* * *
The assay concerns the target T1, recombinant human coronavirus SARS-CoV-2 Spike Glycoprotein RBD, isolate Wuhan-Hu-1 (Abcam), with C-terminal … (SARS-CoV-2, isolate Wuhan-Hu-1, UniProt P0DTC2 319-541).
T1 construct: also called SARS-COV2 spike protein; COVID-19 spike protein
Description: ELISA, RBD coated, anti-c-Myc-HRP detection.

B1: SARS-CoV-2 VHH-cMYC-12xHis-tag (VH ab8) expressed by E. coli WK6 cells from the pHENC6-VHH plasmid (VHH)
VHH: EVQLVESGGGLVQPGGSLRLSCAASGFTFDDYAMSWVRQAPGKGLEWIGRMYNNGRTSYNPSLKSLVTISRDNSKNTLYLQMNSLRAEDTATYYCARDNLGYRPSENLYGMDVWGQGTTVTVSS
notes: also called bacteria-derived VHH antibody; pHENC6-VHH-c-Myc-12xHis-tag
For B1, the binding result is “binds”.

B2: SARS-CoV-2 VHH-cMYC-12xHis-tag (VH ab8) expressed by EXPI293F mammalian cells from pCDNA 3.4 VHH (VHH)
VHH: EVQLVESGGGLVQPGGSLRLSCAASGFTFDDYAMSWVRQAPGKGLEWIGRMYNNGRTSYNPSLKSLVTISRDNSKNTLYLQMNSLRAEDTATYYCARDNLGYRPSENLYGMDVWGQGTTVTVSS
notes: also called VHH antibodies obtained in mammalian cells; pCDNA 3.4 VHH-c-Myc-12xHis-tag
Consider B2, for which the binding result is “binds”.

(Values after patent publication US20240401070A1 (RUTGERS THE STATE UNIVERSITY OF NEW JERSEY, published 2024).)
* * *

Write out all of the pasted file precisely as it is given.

The assay concerns the target T1, recombinant human coronavirus SARS-CoV-2 Spike Glycoprotein RBD, isolate Wuhan-Hu-1 (Abcam), with C-terminal … (SARS-CoV-2, isolate Wuhan-Hu-1, UniProt P0DTC2 319-541).
T1 construct: also called SARS-COV2 spike protein; COVID-19 spike protein
Description: ELISA, RBD coated, anti-c-Myc-HRP detection.

B1: SARS-CoV-2 VHH-cMYC-12xHis-tag (VH ab8) expressed by E. coli WK6 cells from the pHENC6-VHH plasmid (VHH)
VHH: EVQLVESGGGLVQPGGSLRLSCAASGFTFDDYAMSWVRQAPGKGLEWIGRMYNNGRTSYNPSLKSLVTISRDNSKNTLYLQMNSLRAEDTATYYCARDNLGYRPSENLYGMDVWGQGTTVTVSS
notes: also called bacteria-derived VHH antibody; pHENC6-VHH-c-Myc-12xHis-tag
For B1, the binding result is “binds”.

B2: SARS-CoV-2 VHH-cMYC-12xHis-tag (VH ab8) expressed by EXPI293F mammalian cells from pCDNA 3.4 VHH (VHH)
VHH: EVQLVESGGGLVQPGGSLRLSCAASGFTFDDYAMSWVRQAPGKGLEWIGRMYNNGRTSYNPSLKSLVTISRDNSKNTLYLQMNSLRAEDTATYYCARDNLGYRPSENLYGMDVWGQGTTVTVSS
notes: also called VHH antibodies obtained in mammalian cells; pCDNA 3.4 VHH-c-Myc-12xHis-tag
Consider B2, for which the binding result is “binds”.

(Values after patent publication US20240401070A1 (RUTGERS THE STATE UNIVERSITY OF NEW JERSEY, published 2024).)